It does not seem that long ago that I was walking about the first Boeing 787s in Seattle. I was there to crew a new Boeing 737 home to Australia, but even then the 787 was stealing the show at Boeing's Everett facility. It is the place where dreams and Dreamliners are made.
The building which houses this 21st century example of Henry Ford’s production line is the biggest building by volume in the world. Approaching it by vehicle this gargantuan hangar just seems to keep on going with door after door featuring massive murals of the Boeing line. In turn, each of these doors is roughly the size of a football field! One feels very insignificant standing beside this monolith and yet the real magic takes place on the inside.
Within these walls a mass of components come together and one end of the building only to emerge as a completed aircraft at the other. It was fascinating to see the sleek lines of the composite airliner come together. By the time it is ready to emerge into the sunlight once again it sits all over white, except for its painted rudder and a state of the art flight deck carefully protected by drapes and dust covers. If you like that new car smell, then the Boeing factory is somewhere that you should definitely add to your ‘bucket list’.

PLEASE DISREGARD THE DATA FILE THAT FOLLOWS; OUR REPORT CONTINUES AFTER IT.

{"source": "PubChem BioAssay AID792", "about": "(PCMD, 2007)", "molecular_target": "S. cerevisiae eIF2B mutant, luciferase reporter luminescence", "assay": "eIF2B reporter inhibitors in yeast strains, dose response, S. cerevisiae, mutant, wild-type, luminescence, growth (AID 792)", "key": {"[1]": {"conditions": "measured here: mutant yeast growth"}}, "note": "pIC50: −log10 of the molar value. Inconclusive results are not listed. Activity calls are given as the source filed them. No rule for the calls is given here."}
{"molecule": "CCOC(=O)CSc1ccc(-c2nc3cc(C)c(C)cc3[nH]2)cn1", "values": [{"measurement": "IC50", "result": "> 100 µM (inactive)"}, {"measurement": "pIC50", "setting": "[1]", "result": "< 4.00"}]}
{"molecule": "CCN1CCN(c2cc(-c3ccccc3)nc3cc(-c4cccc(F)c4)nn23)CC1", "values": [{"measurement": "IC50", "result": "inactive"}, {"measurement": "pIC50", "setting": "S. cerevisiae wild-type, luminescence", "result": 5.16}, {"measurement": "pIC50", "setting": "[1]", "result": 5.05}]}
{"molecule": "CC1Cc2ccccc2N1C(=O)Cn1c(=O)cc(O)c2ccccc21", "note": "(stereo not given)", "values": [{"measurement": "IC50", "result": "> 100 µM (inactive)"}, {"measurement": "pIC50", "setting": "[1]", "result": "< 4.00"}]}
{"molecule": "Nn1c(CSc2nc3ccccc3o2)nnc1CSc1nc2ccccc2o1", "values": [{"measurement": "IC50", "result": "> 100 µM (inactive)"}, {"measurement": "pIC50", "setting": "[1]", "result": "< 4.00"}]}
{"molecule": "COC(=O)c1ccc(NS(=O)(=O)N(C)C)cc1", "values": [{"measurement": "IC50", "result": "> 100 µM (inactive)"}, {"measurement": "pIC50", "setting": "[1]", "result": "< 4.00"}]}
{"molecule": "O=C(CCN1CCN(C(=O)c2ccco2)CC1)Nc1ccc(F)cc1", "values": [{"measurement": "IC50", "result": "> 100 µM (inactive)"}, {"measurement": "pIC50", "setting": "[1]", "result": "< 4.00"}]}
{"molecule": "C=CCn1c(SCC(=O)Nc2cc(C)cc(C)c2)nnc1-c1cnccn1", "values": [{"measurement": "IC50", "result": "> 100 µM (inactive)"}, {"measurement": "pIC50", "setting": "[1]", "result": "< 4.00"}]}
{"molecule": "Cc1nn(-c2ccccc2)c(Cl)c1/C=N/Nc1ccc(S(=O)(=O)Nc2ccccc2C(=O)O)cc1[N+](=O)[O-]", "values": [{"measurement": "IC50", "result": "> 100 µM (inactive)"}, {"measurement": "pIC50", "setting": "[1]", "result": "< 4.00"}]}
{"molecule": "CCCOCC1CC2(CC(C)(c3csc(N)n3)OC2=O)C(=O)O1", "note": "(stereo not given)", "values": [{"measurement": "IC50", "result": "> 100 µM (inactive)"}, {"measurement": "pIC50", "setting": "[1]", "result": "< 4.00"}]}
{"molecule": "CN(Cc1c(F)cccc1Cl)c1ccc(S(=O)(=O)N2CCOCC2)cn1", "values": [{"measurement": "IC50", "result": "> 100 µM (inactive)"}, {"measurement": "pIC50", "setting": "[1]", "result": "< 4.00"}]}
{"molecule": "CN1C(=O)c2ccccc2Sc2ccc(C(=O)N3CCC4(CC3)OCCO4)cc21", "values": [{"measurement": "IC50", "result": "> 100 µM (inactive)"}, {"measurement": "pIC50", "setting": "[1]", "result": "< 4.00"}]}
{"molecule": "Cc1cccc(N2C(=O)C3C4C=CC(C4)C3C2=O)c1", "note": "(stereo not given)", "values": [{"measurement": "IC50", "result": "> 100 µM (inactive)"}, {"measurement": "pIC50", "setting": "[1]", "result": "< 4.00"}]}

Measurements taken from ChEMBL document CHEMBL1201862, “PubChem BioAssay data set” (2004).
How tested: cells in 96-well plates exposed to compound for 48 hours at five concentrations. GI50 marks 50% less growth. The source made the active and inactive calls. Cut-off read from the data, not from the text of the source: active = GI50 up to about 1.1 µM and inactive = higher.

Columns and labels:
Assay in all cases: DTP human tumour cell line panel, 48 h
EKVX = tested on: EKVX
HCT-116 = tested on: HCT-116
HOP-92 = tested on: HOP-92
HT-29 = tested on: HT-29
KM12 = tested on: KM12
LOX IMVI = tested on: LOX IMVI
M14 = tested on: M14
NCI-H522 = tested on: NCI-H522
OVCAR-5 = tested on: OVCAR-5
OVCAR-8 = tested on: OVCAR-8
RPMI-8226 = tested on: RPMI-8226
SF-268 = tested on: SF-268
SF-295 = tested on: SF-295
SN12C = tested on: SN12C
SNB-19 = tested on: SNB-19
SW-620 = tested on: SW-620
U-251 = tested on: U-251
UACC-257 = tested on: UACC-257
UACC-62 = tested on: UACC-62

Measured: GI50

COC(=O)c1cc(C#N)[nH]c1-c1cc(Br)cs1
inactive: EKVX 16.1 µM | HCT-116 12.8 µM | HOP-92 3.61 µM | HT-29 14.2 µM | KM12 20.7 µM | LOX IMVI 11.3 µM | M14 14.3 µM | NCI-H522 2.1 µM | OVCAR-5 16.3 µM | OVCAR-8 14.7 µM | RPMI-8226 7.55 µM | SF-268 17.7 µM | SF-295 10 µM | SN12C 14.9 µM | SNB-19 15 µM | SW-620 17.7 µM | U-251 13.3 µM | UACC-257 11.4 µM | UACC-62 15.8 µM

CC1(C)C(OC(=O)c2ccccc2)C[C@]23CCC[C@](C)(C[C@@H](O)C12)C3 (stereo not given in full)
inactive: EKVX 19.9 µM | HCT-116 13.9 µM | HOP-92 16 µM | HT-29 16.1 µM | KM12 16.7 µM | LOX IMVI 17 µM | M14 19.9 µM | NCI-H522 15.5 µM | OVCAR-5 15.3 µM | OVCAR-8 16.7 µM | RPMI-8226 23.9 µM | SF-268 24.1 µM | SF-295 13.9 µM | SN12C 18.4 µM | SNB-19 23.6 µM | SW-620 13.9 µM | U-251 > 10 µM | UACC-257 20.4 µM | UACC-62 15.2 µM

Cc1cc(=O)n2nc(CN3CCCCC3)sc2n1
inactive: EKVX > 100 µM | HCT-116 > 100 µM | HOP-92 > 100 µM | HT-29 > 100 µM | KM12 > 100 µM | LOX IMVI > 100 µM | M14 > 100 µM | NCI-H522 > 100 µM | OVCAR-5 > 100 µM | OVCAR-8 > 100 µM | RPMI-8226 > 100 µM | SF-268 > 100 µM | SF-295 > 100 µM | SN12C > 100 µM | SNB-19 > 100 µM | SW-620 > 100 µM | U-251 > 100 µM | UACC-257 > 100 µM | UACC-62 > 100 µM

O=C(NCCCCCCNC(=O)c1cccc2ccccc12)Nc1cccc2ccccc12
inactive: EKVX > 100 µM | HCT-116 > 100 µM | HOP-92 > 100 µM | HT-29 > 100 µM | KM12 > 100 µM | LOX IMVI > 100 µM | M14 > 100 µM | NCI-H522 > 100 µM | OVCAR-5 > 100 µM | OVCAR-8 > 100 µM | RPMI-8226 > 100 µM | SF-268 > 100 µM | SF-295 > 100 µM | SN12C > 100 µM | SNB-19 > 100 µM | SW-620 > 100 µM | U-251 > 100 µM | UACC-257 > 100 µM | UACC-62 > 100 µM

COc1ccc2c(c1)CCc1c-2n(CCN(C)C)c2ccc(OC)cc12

Everything and everyone has a place. From the floor to the towering roof from which cranes hover, there are outlines and markings highlighting what lives where. Each set of components and each bag of tools required to complete the day’s task stand labelled at the ready on pristinely clean racks. Each item is meticulously accounted for as a missing spanner or screw will bring the production line to a very expensive, screaming halt. For such a massive exercise in industry, the noise levels are amazingly low. There are no jack hammers or sprays of sparks, just highly trained professional teams assembling fine machinery to the most demanding tolerances. As a pilot, it evoked an even higher level of respect for the engineering that makes the miracle of flight possible.